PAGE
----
As restaurant professionals, wine enthusiasts and or dedicated collectors, we are always looking for ways to acquire rare or harder to find vintage wines. The wines we desire are often unavailable or on heavy allocation from local wine and spirits distributors. Have you considered the alternative of buying wine at wine auctions?
Wine auctions can be very entertaining, challenging (even to skilled bidders), but most importantly rewarding. Believe it or not, wine auctions can offer some real buying opportunities. It is not uncommon for many wine auctions to offer “sleeper lots”, or those wines that are flying low under the radar of public awareness and perception. Sometimes it is just a matter of timing, and a great buying opportunity comes up immediately and then disappears just as fast with the loud report of the auctioneer’s gavel and his hallmark cry, “sold”, being spoken from the auction block. In their zeal to win their prized wines, many bidders will not only sacrifice pride but also a great deal of money in order to accomplish their objective. Here are some of the basics regarding auction etiquette and rules to help you on your way to becoming an adept bidder.
Wine auctions are conducted in two basic formats – live auctions and silent auctions. Silent auctions typically involve more passive bidding. Sealed bid auctions, as well as online auction formats are also used in silent auctions. Live auctions are obviously faster and more aggressively competitive. Live auctions may also be conducted online and in real time Internet simulcast formats as well.
There are three types of wine auctions: retail, charity or non-profit sector, and then those specific to the wine industry. These types of wine auctions can utilize any one of the auction formats (live versus silent) and choose to include online formats, real time Internet simulcasts, or basic sealed bid methods as well. There are more than 10,000 charity wine auctions occurring each year in theU.S., while there are only about eight well-known retail wine auction houses and six reputable online wine auctions. All of those retail venues conduct from one to six auctions a year.
Retail wine auctions (i.e. Hart Davis Hart, Christies, Sotheby’s and Zachy’s) are different in focus, as are bidder method and strategy. In these venues it is completely natural for the bidder who seeks to acquire the “great buy” or “steal of a deal”. Your better values can be found in these venues. The wine auctioneer will almost always utilize “reserve bids” or opening bid amounts, so don’t be disappointed if the auctioneer does not accept a lowball bid offered under his stated reserve bid. Keep in mind that it is the job of the auctioneer to make money for the retail wine auction house, and fair market value is established by the high or winning bid. buyer’s premiums (Additional commission percentage charged to you the bidder, typically 10% to 20 %.) are commonly utilized by these retail wine auction galleries to cover overhead or increase revenue. You may want to figure the buyer’s premiums and sales tax into your bidding strategy.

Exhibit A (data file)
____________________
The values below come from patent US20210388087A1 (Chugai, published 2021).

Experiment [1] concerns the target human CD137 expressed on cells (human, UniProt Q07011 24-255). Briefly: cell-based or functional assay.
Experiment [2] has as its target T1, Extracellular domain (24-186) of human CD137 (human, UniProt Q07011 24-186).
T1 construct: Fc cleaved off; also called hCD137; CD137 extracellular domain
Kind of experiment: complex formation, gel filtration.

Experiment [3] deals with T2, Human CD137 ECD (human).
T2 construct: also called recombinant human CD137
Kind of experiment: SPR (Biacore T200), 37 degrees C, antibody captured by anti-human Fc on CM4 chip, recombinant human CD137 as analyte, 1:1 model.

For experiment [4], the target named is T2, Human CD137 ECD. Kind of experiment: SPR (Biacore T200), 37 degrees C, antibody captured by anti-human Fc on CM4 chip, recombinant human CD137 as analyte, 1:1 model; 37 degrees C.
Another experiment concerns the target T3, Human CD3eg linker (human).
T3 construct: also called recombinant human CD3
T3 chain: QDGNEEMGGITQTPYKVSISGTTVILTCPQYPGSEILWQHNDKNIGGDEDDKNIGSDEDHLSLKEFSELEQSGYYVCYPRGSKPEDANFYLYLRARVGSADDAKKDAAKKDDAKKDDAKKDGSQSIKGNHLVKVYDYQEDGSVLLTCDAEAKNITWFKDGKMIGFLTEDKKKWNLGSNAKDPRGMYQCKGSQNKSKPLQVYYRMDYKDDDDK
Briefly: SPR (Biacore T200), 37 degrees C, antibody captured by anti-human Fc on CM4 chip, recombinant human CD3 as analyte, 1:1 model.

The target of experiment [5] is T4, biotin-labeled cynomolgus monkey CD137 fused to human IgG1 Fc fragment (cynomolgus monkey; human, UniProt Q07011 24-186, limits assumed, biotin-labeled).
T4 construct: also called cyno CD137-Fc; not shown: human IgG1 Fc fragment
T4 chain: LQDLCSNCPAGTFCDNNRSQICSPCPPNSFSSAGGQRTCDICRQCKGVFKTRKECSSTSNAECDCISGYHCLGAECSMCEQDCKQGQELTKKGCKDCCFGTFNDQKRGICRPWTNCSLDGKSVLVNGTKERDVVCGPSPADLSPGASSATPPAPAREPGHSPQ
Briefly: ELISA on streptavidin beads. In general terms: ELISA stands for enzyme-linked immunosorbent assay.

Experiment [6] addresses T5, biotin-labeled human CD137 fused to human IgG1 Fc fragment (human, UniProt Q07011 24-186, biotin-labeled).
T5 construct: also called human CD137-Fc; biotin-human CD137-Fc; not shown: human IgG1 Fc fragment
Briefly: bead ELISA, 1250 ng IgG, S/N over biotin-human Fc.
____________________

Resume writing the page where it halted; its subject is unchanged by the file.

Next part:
Charity wine auctions (i.e. California WineMasters and the Taste of Vail) are typically hosted by non profits or charity organizations seeking to raise revenue for a specific cause. Charity wine auctions may also promote some incredibly rare wines, but you will usually pay a very high price as the charities are the beneficiaries of these, usually more than generous, bids. Charity auctions or benefit auctions, as they are also known, have an attractive bidder perk; they are sales tax exempt and don’t typically involve buyer’s premiums. The biggest bonus for bidders attending charity wine auctions is that if bidder’s spending exceeds the posted retail amount on a particular wine auction lot, then the IRS allows the bidder to deduct the difference between the posted retail price and the actual amount paid for the item as a charitable tax deduction on his 1040 tax return. Don’t forget to check out the silent auctions at these special event fundraisers, as many of the “sleeper lots” can be found there. You can acquire great wines at these fundraising events and help your local community at the same time.